But he believes the main reason is man’s desire for immortality along with the desire to be the God-like creator.
Yet, he points out that the consequences in this still experimental field can be dire. Genes and the double helix that make up a person’s DNA are extremely well balanced. So changing the genes in one area can throw off the entire 46-gene series.
“There will be mistakes made,” he said. “There will be genetic monsters produced. And instead of the ‘superhuman being,’ what’s going to happen is that there’s going to be many malformed children.”
The neurologist believes there will be an outcry and, hopefully, laws prohibiting this type of science: “But see, once again, it will be done from a pragmatic standpoint and not from a moral standpoint. And that’s an important point, I think, we Catholics have to make: the moral standpoint of how many human embryos — human beings — will be destroyed and severely damaged.”
Today there are no international laws governing gene manipulation, he reports, no worldwide agreements, such as with nuclear energy regulation.
“What I really think is if no country or international agency steps forward to do it, that the Vatican should show the way and come out with its own rules,” he said. “Because it is a country. And this is exactly how our Catholic faith can state very clearly how it feels that this is completely immoral.”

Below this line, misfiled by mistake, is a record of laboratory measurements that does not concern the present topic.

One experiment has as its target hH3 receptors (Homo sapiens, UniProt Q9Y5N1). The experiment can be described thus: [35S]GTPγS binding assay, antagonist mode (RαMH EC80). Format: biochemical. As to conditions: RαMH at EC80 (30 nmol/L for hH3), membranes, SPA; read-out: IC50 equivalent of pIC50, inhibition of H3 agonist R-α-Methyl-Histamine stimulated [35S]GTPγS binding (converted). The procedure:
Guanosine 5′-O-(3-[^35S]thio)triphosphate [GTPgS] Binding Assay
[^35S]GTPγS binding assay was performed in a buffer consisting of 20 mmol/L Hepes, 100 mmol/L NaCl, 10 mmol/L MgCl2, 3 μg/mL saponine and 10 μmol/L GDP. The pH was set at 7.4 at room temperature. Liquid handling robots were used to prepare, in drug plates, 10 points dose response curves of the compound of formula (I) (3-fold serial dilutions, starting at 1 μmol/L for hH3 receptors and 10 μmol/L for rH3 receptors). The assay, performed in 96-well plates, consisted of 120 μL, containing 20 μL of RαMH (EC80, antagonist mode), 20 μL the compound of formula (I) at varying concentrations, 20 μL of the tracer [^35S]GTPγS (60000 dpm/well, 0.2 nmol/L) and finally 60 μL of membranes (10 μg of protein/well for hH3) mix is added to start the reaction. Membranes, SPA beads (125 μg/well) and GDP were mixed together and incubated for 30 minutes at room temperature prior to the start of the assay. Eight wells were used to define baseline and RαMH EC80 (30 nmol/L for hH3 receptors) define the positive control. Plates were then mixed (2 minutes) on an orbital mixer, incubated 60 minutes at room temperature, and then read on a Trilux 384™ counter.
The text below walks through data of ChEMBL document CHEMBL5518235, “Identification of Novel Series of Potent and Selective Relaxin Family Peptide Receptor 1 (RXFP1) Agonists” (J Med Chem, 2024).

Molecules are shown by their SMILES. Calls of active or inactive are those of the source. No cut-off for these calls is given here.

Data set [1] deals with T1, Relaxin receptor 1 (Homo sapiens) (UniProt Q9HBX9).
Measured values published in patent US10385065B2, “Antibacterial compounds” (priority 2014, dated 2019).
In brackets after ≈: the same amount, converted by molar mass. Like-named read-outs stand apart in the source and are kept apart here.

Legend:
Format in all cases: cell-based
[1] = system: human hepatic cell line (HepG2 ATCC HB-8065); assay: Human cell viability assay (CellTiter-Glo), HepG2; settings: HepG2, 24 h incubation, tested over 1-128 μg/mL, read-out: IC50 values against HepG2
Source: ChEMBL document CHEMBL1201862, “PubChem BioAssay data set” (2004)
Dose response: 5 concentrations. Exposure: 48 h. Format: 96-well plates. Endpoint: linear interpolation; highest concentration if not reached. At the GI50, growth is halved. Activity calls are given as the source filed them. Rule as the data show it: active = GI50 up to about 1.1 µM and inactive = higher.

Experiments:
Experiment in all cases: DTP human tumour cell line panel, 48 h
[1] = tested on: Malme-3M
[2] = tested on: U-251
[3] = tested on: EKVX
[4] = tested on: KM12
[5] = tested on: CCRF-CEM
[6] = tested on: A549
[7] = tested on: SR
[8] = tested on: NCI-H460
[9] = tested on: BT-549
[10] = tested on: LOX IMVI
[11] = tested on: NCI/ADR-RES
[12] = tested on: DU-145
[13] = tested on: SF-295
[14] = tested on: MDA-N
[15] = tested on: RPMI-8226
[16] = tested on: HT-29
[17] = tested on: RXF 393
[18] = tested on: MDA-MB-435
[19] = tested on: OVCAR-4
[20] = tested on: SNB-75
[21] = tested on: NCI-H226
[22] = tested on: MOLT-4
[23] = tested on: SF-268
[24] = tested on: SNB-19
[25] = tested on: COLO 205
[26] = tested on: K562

But Dr. Fortanase was quick to point out that there is an established genetic therapeutic technique that doesn’t involve changes to the underlying DNA sequence. It’s called “epigenetics,” and it boils down to turning genes on and off, making them active versus inactive. This gene silencing is caused by a simple molecule placed on a particular gene. In essence, it acts as a natural switch.
“So there is a difference between gene editing and epigenetics,” he explained. “Epigenetics is no different than giving a kidney or taking out a tumor. We’re not Christian Scientists where we believe there can be no intervention. It’s a means of doing gene expression alterations without actually changing the gene.”
There has been a renewed interest in epigenetics, which has spurred new research findings linking epigenetic changes to many medical conditions. These include various cancers as well as mental retardation, immune, neuropsychiatric and pediatric disorders.
“People need to understand that we’re not trying to stop all types of genetic research,” said Dr. Fortanase. “Epigenetics is well within the Church’s permissibility. Because, in fact, it is not changing the gene. What it’s doing is turning one on and off.”